Business leader Misty Lown convened (remotely) more than 700 dance studio owners to create an action plan in response to COVID-19 studio closures. ICYMI, here are the takeaways:
- Studios can deliver value to customers with online content.
- Owners can preserve enrollment with caring communication.
- The federal stimulus package is a strong short-term safety net.
At the end of her virtual town hall meeting Monday, March 30, dance studio business advocate Misty Lown said to the more than 700 studio owners who attended (remotely): "We've gone through difficult things before. We will survive, but let's thrive. Let's come through this closer, more compassionate, with greater courtesy and contributions than ever before."
Lown, who operates a studio in Wisconsin with enrollment of 900, outlined the steps she and other studio members affiliated with More Than Just Great Dancing have taken to provide service continuity during COVID-19-related closure of dance studios and schools. In the 90-minute session co-hosted by Dance Teacher and Dance Business Weekly, she shared strategies to assure the best outcomes going forward.
Our Current State
Based on a survey completed by the first 500 studios to register for the video call, only 7 percent had elected not to move their classes online; 48.8 percent of those who had moved to online reported they were continuing to charge full tuition rates for online classes; 28.6 percent were offering a discount for online classes; 22.6 percent were not planning to charge for online classes.
A survey question about recitals showed that 41.4 percent were moving forward with spring recital plans, hoping to salvage this significant piece of their revenue for Q2 (April, May and June)—typically the highest income quarter of the year; 25.7 percent indicated they were not sure they'd be able to produce their recital; 32.9 percent were planning to reschedule or relocate their events.
Competition activity has been greatly affected: 76 percent of the responders had experienced a competition cancellation; 42 percent of those had received a refund or a mix of refund and credit; 58 percent had received a credit only.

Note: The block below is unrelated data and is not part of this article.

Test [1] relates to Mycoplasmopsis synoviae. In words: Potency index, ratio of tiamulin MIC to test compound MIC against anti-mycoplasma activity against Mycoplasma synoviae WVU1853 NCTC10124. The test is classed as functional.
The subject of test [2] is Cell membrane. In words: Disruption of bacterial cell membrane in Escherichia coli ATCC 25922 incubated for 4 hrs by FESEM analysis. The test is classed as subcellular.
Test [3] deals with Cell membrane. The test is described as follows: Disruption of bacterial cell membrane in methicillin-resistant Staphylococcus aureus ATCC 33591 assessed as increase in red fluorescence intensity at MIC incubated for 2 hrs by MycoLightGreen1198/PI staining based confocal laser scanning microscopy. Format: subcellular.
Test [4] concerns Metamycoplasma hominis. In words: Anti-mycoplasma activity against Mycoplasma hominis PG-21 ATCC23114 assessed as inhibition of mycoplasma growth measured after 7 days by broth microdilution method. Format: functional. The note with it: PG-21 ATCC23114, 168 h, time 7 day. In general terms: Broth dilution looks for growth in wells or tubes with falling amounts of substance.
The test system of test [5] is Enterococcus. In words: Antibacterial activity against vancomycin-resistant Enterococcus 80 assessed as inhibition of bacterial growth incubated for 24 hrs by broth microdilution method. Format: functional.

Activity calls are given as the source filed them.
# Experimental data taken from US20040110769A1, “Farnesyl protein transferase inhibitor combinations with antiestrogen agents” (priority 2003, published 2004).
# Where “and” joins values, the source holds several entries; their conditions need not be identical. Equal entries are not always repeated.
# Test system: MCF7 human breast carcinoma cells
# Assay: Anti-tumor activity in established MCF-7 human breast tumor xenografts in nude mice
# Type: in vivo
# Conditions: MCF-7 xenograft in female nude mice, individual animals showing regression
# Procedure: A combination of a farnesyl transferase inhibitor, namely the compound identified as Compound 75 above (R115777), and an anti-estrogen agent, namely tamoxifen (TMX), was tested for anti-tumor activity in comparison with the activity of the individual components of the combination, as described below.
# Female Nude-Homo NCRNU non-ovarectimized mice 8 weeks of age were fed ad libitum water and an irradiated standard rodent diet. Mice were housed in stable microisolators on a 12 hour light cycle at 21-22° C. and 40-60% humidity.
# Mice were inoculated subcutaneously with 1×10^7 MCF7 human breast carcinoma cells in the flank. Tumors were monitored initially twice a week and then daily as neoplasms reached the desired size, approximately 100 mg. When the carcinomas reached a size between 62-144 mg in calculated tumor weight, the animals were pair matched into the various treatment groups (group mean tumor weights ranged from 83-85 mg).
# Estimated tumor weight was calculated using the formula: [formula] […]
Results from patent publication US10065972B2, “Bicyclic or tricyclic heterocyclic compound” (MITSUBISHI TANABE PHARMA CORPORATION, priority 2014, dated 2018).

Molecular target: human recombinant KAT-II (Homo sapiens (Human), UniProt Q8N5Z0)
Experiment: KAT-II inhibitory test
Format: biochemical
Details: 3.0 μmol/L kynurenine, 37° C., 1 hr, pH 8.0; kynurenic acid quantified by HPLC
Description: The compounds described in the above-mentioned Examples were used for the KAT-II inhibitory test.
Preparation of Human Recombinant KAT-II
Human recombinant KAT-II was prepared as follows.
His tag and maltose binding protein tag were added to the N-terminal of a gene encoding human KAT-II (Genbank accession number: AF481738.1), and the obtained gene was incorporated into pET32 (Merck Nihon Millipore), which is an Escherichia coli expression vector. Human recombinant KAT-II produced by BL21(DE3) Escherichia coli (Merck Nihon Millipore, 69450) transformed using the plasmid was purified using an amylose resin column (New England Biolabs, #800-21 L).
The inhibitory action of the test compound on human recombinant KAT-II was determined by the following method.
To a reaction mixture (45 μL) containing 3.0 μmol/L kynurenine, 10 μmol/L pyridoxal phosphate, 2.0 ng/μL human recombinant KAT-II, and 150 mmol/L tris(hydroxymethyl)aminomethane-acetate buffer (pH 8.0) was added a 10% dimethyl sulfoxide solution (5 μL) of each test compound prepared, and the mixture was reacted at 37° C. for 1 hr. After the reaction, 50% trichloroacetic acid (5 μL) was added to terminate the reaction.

Transitioning to Online Learning
Lown presented some inspiring examples of studios who have successfully transitioned to online classes, each with a unique imprint.
Exemplary Training Effort
Focus on Retaining Students
Give Extra Attention to Faculty and Parents
Adding the WOW Factor
Asked about families who declined to participate in distance learning, Lown noted that often it wasn't because the parents questioned the concept of distance learning and why it was necessary. There was usually a secondary concern to be addressed, such as: "I don't want to do it in my living room"; "it's too crazy here;" or, "she wasn't really that much into it anyway so let's just wrap it up for the year." But if you do everything you can to convince your customer and they still want to leave your studio, she said: "Let them go, because you want them to go with a sweet taste in their mouth." As always, you're creating a reputation in your community that will serve you well in your future.
Tapping Into Funding Options
Lown invited CPA Mary Jo Werner to help explain how the CARES Act can benefit dance studio owners. (Also, see Dance Business Weekly's explanation of the stimulus details.) Werner suggested to look first at the Paycheck Protection Program (PPP), which provides funding for the equivalent of eight weeks of payroll expenses (and more, see details in our article here) and is a forgivable loan for those who maintain their current payroll levels.
Then there are loans up to $2 million under the Economic Injury Disaster Loan program (EIDL), with interest rates of 3.75 percent for small businesses, 2.75 percent for nonprofits—and up to 30 years to repay. Before applying for either, it's important to slow down and really look for the net benefit, Werner advises.
Also of note is that independent contractors and self-employed individuals will now be covered by unemployment compensation.
Call to Action
If all this seems overwhelming, you're not alone. But Lown compares it to the project of planning a recital, something every studio owner has done many times. "We are the most creative people on the planet," she said. "If we can't do this, I don't know who can."